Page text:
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From the same journal

The natural place to begin: the ethnoprimatology of the Waorani

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The natural place to begin : the ethnoprimatology of the Waorani. / Papworth, Sarah; Milner-Gulland, E J; Slocombe, Katie.

In: AMERICAN JOURNAL OF PRIMATOLOGY, Vol. 75, No. 11, 11.2013, p. 1117-1128.

Research output: Contribution to journalArticlepeer-review

Harvard

Papworth, S, Milner-Gulland, EJ & Slocombe, K 2013, 'The natural place to begin: the ethnoprimatology of the Waorani', AMERICAN JOURNAL OF PRIMATOLOGY, vol. 75, no. 11, pp. 1117-1128. https://doi.org/10.1002/ajp.22173

APA

Papworth, S., Milner-Gulland, E. J., & Slocombe, K. (2013). The natural place to begin: the ethnoprimatology of the Waorani. AMERICAN JOURNAL OF PRIMATOLOGY, 75(11), 1117-1128. https://doi.org/10.1002/ajp.22173

Vancouver

Papworth S, Milner-Gulland EJ, Slocombe K. The natural place to begin: the ethnoprimatology of the Waorani. AMERICAN JOURNAL OF PRIMATOLOGY. 2013 Nov;75(11):1117-1128. https://doi.org/10.1002/ajp.22173

Author

Papworth, Sarah ; Milner-Gulland, E J ; Slocombe, Katie. / The natural place to begin : the ethnoprimatology of the Waorani. In: AMERICAN JOURNAL OF PRIMATOLOGY. 2013 ; Vol. 75, No. 11. pp. 1117-1128.

Bibtex - Download

@article{a3a54aeceaa44b7fa7e5177a593b08b5,
title = "The natural place to begin: the ethnoprimatology of the Waorani",
abstract = "Ethnoprimatology is an important and growing discipline, studying the diverse relationships between humans and primates. However there is a danger that too great a focus on primates as important to humans may obscure the importance of other animal groups to local people. The Waorani of Amazonian Ecuador were described by Sponsel [Sponsel (1997) New World Primates: Ecology, evolution and behavior. New York: Aldine de Gruyter. p 143-165] as the {"}natural place{"} for ethnoprimatology, because of their close relationship to primates, including primates forming a substantial part of their diet. Therefore they are an ideal group in which to examine contemporary perceptions of primates in comparison to other types of animal. We examine how Waorani living in Yasun{\'i} National Park name and categorize primates and other common mammals. Although there is some evidence that the Waorani consider primates a unique group, the non-primate kinkajou and olingo are also included as part of the group {"}monkeys,{"} and no evidence was found that primates were more important than other mammals to Waorani culture. Instead, a small number of key species, in particular the woolly monkey (Lagothrix poeppigii) and white-lipped peccary (Tayassu pecari), were found to be both important in the diet and highly culturally salient. These results have implications for both ethnoprimatologists and those working with local communities towards broader conservation goals. Firstly, researchers should ensure that they and local communities are referring to the same animals when they use broad terms such as {"}monkey,{"} and secondly the results caution ethnoprimatologists against imposing western taxonomic groups on indigenous peoples, rather than allowing them to define themselves which species are important.",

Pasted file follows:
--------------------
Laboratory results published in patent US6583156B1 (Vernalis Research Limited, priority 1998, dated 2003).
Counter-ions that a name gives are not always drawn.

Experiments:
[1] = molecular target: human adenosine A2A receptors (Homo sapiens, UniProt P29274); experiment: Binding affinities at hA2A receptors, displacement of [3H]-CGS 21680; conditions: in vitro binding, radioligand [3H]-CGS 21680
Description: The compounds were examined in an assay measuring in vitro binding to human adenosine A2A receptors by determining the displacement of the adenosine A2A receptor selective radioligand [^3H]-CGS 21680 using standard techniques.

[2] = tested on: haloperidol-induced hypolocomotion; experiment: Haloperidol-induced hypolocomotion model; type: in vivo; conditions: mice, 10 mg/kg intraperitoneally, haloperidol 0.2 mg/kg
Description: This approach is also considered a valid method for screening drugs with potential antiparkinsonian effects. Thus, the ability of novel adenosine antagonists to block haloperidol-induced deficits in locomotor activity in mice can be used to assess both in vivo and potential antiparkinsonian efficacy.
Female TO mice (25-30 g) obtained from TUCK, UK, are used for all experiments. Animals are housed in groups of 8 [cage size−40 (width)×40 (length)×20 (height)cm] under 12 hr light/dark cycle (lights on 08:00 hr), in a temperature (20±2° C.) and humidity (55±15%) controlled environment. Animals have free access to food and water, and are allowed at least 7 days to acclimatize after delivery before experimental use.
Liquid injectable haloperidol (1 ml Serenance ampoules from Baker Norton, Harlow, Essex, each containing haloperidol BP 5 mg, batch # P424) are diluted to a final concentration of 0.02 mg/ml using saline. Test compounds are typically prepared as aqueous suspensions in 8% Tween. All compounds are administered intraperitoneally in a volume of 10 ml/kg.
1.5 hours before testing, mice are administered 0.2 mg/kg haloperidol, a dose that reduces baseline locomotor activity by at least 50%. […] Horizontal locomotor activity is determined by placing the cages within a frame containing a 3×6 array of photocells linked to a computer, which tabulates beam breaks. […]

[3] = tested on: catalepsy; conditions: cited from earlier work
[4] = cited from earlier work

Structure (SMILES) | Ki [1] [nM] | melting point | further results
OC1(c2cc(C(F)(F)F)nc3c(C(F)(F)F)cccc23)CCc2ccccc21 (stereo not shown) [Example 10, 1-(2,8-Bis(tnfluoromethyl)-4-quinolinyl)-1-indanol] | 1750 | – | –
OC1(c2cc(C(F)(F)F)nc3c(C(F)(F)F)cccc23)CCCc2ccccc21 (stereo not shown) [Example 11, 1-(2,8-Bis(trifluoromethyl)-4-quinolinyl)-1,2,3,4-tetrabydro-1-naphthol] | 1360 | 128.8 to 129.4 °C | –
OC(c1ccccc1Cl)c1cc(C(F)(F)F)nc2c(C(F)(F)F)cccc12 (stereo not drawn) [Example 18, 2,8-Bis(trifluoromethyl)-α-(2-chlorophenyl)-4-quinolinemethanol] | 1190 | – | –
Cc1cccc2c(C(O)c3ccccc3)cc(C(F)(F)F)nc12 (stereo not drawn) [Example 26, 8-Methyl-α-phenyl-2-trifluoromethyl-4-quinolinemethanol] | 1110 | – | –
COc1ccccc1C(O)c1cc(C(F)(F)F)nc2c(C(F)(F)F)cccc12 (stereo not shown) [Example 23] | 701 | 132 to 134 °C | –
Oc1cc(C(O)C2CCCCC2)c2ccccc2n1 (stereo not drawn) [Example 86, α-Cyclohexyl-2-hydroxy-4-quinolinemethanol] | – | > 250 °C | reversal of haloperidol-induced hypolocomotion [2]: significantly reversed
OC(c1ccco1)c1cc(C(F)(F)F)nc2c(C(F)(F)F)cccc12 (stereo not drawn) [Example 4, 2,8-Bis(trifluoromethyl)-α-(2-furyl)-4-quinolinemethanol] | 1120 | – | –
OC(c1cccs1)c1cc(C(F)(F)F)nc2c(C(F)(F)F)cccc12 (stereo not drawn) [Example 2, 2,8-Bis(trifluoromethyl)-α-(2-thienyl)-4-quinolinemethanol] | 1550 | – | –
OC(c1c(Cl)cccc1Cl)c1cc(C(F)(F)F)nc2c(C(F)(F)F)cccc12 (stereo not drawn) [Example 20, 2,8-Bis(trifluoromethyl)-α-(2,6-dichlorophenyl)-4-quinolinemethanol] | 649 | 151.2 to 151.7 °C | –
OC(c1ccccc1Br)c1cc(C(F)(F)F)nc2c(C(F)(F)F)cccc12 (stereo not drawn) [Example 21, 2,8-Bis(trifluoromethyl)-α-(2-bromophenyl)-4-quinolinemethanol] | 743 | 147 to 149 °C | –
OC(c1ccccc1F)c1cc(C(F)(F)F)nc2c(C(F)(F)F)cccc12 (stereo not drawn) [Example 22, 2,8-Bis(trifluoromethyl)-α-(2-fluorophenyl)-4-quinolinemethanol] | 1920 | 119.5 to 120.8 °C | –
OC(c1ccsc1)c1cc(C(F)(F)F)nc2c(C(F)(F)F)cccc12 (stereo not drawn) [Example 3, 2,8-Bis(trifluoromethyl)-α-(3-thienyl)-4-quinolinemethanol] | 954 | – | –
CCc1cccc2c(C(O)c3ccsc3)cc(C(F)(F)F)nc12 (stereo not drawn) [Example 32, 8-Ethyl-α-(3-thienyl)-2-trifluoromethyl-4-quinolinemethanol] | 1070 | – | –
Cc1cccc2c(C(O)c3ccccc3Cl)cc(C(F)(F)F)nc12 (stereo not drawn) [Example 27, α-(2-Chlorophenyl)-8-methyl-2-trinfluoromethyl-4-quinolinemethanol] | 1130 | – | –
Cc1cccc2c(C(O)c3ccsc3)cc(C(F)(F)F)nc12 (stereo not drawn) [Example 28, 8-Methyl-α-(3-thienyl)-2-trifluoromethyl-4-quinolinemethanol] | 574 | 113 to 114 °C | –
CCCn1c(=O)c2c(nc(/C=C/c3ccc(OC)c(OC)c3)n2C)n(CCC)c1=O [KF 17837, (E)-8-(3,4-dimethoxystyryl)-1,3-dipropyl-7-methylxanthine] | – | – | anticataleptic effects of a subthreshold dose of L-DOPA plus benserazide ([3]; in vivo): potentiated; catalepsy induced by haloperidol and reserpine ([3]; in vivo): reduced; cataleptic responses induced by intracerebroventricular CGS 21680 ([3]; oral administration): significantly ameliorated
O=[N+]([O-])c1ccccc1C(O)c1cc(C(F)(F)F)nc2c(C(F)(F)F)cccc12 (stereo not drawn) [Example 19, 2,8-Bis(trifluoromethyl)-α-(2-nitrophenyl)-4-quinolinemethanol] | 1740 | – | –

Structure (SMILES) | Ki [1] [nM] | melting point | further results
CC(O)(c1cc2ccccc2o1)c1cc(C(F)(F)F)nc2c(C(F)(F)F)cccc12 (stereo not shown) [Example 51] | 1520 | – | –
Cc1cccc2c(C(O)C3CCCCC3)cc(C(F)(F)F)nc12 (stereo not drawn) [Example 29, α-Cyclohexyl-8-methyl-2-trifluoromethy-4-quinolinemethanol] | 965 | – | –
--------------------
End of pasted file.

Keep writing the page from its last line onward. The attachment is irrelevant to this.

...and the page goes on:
author = "Sarah Papworth and Milner-Gulland, {E J} and Katie Slocombe",
note = "{\textcopyright} 2013 The Authors. American Journal of Primatology Published by Wiley Periodicals, Inc.",
year = "2013",
month = nov,
doi = "10.1002/ajp.22173",
language = "English",
volume = "75",
pages = "1117--1128",
journal = "AMERICAN JOURNAL OF PRIMATOLOGY",
issn = "0275-2565",
publisher = "John Wiley and Sons Inc.",
number = "11",

}

RIS (suitable for import to EndNote) - Download

TY - JOUR

T1 - The natural place to begin

T2 - the ethnoprimatology of the Waorani

AU - Papworth, Sarah

AU - Milner-Gulland, E J

AU - Slocombe, Katie